There is a lot more ice (and potential sea level rise) than most people realize.  Another thing people don’t realize is that there is enough ice on land in just Greenland and Antarctica to increase sea levels by 200 FEET!  If some portion of this increase happens quickly, in less than a month, for instance, humanity will be completely surprised and “caught with our pants down” as famine and pandemic result.  So much of our food reaches us via container ships that, when the container ports are shut down by a sea level increase of a foot or two, shiploads of food will spoil at sea, grocery store shelves will get sparse, and there is a danger of people panicking and making runs on the grocery stores and banks.

I certainly hope humanity comes to its senses soon.   Thanks for reading — Tim

Empty Subdivisions and Crumbling Infrastructure Could Follow the Population Explosion

With  the population over 7 billion people now, heading for 10 billion by 2050 or so, the earth’s resources will be insufficient, sooner or later, and there will be a period of problems that will result in population collapse.  After that decade (or three) of ever larger natural disasters, epidemics and wars we will be left with vast wildernesses of empty, decaying buildings.  The infrastructure will be, at best, worse than it is now, and nonexistent in some places.  The sprawling subdivisions of North America will be sparsely populated and most houses and buildings will be crumbling with nobody to keep them up, and no money or materials for the task, either.  Freeways will be useful for all kinds of traffic with very few or no cars left.  Fossil fuels will be scarce and too expensive for most people, and walking, cycling, and a revival of horse transportation will become the norm.  When the freeway overpasses crumble and fall people will just use the on and off ramps to go around them.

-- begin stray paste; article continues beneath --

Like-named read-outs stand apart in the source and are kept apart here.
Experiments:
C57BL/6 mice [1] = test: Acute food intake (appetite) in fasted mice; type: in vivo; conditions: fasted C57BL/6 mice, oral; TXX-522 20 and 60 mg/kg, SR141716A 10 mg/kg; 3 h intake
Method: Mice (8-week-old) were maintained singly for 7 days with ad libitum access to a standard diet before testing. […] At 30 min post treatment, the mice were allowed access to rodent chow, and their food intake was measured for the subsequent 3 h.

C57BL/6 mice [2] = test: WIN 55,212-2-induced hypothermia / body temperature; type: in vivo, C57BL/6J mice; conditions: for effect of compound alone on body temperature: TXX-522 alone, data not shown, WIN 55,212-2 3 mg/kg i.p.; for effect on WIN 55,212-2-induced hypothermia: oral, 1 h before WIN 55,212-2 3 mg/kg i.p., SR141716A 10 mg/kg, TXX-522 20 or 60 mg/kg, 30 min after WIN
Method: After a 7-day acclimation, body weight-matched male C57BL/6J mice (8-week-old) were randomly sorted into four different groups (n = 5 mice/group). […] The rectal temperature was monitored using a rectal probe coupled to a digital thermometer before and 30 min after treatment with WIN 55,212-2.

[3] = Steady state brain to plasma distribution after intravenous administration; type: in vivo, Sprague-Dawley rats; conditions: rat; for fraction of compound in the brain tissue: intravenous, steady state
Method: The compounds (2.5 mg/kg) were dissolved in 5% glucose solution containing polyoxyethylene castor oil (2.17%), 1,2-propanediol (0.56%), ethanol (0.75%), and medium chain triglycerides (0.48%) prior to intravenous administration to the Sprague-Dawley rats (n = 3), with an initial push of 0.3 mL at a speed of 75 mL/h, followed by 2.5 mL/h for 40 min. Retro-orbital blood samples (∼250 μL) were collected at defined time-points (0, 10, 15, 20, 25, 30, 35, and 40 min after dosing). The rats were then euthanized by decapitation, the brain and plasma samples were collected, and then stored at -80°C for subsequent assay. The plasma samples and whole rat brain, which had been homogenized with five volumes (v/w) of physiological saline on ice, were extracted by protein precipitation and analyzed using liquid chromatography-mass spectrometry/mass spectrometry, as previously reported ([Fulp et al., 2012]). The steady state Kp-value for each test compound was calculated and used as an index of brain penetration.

It is hard, from here, to imagine how the aftermath of the population explosion will play out, but times will certainly be hard.  And still there is no meaningful or constructive public discussion of how we can reduce the birthrate, and news media continue to trumpet big business’s line that growth is essential and that population decline is a thing to be avoided.  That is frightening.

Thanks for reading, and please help people understand how much more important overpopulation is than any of the problems we see daily, almost all of which result from it.  – Tim